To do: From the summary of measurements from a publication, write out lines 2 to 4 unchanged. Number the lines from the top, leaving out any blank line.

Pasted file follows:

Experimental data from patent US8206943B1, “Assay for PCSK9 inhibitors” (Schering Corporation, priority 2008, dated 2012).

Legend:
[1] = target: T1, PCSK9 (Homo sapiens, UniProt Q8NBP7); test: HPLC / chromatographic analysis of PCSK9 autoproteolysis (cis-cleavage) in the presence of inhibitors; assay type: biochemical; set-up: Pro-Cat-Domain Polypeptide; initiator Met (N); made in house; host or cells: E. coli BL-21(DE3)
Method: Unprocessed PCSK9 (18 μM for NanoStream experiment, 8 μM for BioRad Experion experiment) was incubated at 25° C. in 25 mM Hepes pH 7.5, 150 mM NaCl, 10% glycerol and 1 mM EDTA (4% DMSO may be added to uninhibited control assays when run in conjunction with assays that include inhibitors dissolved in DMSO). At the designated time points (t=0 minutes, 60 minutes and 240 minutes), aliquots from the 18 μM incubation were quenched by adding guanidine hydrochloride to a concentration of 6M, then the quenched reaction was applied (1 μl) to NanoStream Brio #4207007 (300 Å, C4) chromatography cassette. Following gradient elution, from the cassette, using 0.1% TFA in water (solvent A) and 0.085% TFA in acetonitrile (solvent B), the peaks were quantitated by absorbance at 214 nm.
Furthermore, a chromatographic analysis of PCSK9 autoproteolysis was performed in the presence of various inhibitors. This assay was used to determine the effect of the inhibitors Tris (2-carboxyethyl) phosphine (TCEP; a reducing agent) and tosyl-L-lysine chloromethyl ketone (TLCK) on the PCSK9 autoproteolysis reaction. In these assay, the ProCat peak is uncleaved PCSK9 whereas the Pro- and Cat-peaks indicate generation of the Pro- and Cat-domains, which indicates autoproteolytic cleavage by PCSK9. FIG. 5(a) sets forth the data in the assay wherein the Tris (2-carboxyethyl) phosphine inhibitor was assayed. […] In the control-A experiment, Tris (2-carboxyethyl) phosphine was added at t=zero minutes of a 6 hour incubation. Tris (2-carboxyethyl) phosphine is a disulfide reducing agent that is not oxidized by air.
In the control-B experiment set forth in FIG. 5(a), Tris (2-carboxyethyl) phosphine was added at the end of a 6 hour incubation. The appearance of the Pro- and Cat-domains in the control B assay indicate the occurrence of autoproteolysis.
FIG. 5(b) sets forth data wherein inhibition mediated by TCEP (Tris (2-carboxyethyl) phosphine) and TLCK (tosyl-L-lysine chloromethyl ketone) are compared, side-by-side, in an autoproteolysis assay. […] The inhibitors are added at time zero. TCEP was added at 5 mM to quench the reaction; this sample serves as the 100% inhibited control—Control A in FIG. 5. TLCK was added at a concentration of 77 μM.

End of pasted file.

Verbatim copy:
Legend:
[1] = target: T1, PCSK9 (Homo sapiens, UniProt Q8NBP7); test: HPLC / chromatographic analysis of PCSK9 autoproteolysis (cis-cleavage) in the presence of inhibitors; assay type: biochemical; set-up: Pro-Cat-Domain Polypeptide; initiator Met (N); made in house; host or cells: E. coli BL-21(DE3)
Method: Unprocessed PCSK9 (18 μM for NanoStream experiment, 8 μM for BioRad Experion experiment) was incubated at 25° C. in 25 mM Hepes pH 7.5, 150 mM NaCl, 10% glycerol and 1 mM EDTA (4% DMSO may be added to uninhibited control assays when run in conjunction with assays that include inhibitors dissolved in DMSO). At the designated time points (t=0 minutes, 60 minutes and 240 minutes), aliquots from the 18 μM incubation were quenched by adding guanidine hydrochloride to a concentration of 6M, then the quenched reaction was applied (1 μl) to NanoStream Brio #4207007 (300 Å, C4) chromatography cassette. Following gradient elution, from the cassette, using 0.1% TFA in water (solvent A) and 0.085% TFA in acetonitrile (solvent B), the peaks were quantitated by absorbance at 214 nm.